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Hyre Weekly Commentary


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Hyre Weekly Commentary

  1. 1. Hyre Weekly Commentary January 9, 2012The MarketsWhich stock characteristic most impacted the S&P 500’s performance in 2011?To answer that question, Bespoke Investment Group performed a decile analysis and concludedthat having a high dividend yield was the most important factor affecting stock prices in 2011.In their analysis, they discovered that the three deciles with the highest dividend yield were theonly ones to experience a positive return for the year. In fact, while the S&P 500 index wasunchanged for the year, the top three highest-yielding deciles rose 10.4 percent, 6.4 percent, and8.7 percent, respectively. The remaining seven deciles all experienced a loss for the year.Now, it won’t always turn out that the highest dividend yielding stocks are the best performers.Some years, investors will be more adventurous and bid up the riskier stocks that tend to pay lowor no dividends.Will the tide turn in 2012 and see the outperformance of the low or no dividend stocks? A lotwill depend on how the economy shakes out.Based on last week’s unemployment report, it looks like we ended 2011 with some economicmomentum. The U.S. economy added 200,000 jobs in December and the unemployment ratedropped to 8.5 percent, the lowest in almost three years, according to BusinessWeek.This week marks the beginning of another quarterly earnings season so the next 30 days or soshould give us a good indication of the strength of the underlying economy. Data as of 1/6/12 1-Week Y-T-D 1-Year 3-Year 5-Year 10-Year Standard & Poors 500 (Domestic Stocks) 1.6% 1.6% 0.5% 11.0% -2.0% 0.9% DJ Global ex US (Foreign Stocks) 0.2 0.2 -16.1 7.7 -4.9 4.3 10-year Treasury Note (Yield Only) 2.0 N/A 3.4 2.5 4.7 5.1 Gold (per ounce) 2.7 2.7 18.1 24.0 21.5 19.2 DJ-UBS Commodity Index 1.3 1.3 -10.3 4.9 -1.9 4.4 DJ Equity All REIT TR Index -0.2 -0.2 7.8 20.8 -1.2 10.1 Notes: S&P 500, DJ Global ex US, Gold, DJ-UBS Commodity Index returns exclude reinvested dividends (gold does not pay a dividend) and the three-, five-, and 10-year returns are annualized; the DJ Equity All REIT TR Index does include reinvested dividends and the three-, five-, and 10-year returns are annualized; and the 10-year Treasury Note is simply the yield at the close of the day on each of the historical time periods. Sources: Yahoo! Finance, Barron’s,, London Bullion Market Association. Past performance is no guarantee of future results. Indices are unmanaged and cannot be invested into directly. N/A means not applicable.WERE THE “NIFTY-FIFTY” REALLY THAT NIFTY? Back in the early 1970s, punditsfawned over some of the era’s fastest growing, industry-leading companies who seemed to defythe sluggish overall economy. Dubbed the Nifty-Fifty, these glamour stocks were well-known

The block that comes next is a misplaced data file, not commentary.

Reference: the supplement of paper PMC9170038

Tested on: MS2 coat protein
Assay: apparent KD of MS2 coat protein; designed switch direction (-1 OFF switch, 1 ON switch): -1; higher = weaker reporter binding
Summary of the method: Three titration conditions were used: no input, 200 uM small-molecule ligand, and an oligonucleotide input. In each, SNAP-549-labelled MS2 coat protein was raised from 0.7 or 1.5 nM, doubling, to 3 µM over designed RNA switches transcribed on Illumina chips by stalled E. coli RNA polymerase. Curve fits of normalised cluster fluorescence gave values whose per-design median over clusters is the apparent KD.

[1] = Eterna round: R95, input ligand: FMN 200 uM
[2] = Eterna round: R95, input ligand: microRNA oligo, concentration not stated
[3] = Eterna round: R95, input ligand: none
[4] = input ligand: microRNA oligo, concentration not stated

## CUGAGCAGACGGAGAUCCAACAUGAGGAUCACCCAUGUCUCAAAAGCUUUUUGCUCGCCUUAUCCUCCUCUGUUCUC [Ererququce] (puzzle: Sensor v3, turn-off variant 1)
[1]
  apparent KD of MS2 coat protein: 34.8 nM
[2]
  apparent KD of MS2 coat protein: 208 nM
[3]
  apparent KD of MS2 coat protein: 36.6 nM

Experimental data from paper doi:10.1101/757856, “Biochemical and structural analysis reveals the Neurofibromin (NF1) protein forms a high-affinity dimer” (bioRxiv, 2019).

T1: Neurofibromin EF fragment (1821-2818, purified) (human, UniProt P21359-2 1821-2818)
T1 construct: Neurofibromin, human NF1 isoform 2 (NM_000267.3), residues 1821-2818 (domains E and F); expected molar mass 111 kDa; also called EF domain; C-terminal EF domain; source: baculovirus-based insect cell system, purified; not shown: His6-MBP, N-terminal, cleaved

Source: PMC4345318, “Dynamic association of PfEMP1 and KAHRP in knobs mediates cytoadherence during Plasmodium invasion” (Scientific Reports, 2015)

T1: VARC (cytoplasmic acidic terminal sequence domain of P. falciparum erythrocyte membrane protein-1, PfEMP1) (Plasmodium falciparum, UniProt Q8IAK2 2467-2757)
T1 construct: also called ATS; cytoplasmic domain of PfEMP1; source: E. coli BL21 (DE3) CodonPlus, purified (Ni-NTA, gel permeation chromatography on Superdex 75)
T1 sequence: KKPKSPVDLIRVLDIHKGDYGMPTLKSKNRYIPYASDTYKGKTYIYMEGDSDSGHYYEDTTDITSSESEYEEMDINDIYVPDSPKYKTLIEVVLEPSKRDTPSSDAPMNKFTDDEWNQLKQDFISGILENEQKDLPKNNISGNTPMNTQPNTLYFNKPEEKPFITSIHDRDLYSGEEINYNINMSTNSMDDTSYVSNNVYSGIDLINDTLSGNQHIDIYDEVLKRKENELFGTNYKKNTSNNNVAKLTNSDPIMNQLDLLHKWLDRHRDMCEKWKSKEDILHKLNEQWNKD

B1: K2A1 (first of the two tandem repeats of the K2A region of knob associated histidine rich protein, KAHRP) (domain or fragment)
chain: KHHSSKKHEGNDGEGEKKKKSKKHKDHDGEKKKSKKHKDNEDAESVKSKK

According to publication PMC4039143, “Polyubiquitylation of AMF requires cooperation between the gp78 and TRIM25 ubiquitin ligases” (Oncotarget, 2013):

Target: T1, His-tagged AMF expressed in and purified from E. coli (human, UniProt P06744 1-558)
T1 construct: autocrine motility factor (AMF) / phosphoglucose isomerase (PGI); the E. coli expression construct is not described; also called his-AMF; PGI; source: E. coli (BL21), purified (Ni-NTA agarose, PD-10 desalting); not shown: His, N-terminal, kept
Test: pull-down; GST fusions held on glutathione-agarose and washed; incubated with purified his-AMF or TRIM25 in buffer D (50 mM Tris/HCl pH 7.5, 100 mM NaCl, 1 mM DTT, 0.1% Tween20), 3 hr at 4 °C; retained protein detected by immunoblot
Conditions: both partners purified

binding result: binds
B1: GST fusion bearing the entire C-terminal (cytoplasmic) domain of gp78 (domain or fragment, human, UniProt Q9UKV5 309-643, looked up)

2. 2. “one-decision” stocks that institutional investors clamored to own. So, how well did these stocksdo over the last 40 years? Were they truly “one-decision” stocks?While there was no official list of the Nifty-Fifty, two competing lists of 50 stocks are commonlycited, according to a research report titled, “The Nifty-Fifty Re-Revisited,” by Jeff Fesenmaierand Gary Smith of Pomona College. For today’s purpose, we’ll look at the 24 stocks that madeboth lists and were dubbed the “Terrific 24” by Fesenmaier and Smith.Some of the household names on the Terrific 24 list include: McDonald’s, Walt Disney, Avon,Johnson and Johnson, and Coca-Cola. These companies are still doing well. However, someother household names on the Terrific 24 list performed poorly. Consider the following: Xerox: It’s still around, but is a shadow of its former self and trades for about $8 per share. MGIC Investment Corp: It went through various corporate restructurings throughout the years, but is still around as a private mortgage insurer. However, it got battered in the mortgage insurance meltdown of recent years and trades for about $4 per share. Polaroid: The inventor of instant film couldn’t make the transition to a new world and filed for bankruptcy in 2001. Eastman Kodak: Perhaps the saddest story of the bunch, Kodak has struggled for years to make the transition to a digital world and is now rumored to file for bankruptcy as early as this month, according to Reuters. Its stock sold for less than 50 cents per share last week. Ironically, Kodak invented the digital camera in 1975, but was never able to capitalize on it.With 40 years of history, here are three key lessons we can learn from the Nifty-Fifty story: 1. Some “glamour” stocks do remain glamorous for many years, e.g, McDonald’s, Walt Disney, and Coca-Cola (although each had its “rough periods” over the past 40 years). 2. Promoting “one-decision” stocks is more of a headline-grabbing marketing strategy than a sound investment strategy. 3. Even the “best” stocks can fall to zero so it’s important to have a sell discipline.As the British statesman and philosopher Edmund Burke said, “Those who don’t know historyare destined to repeat it.”Weekly Focus – Think About It“The supreme purpose of history is a better world.” --Herbert Hoover, U.S. PresidentBest regards,Jim Hyre, CFP®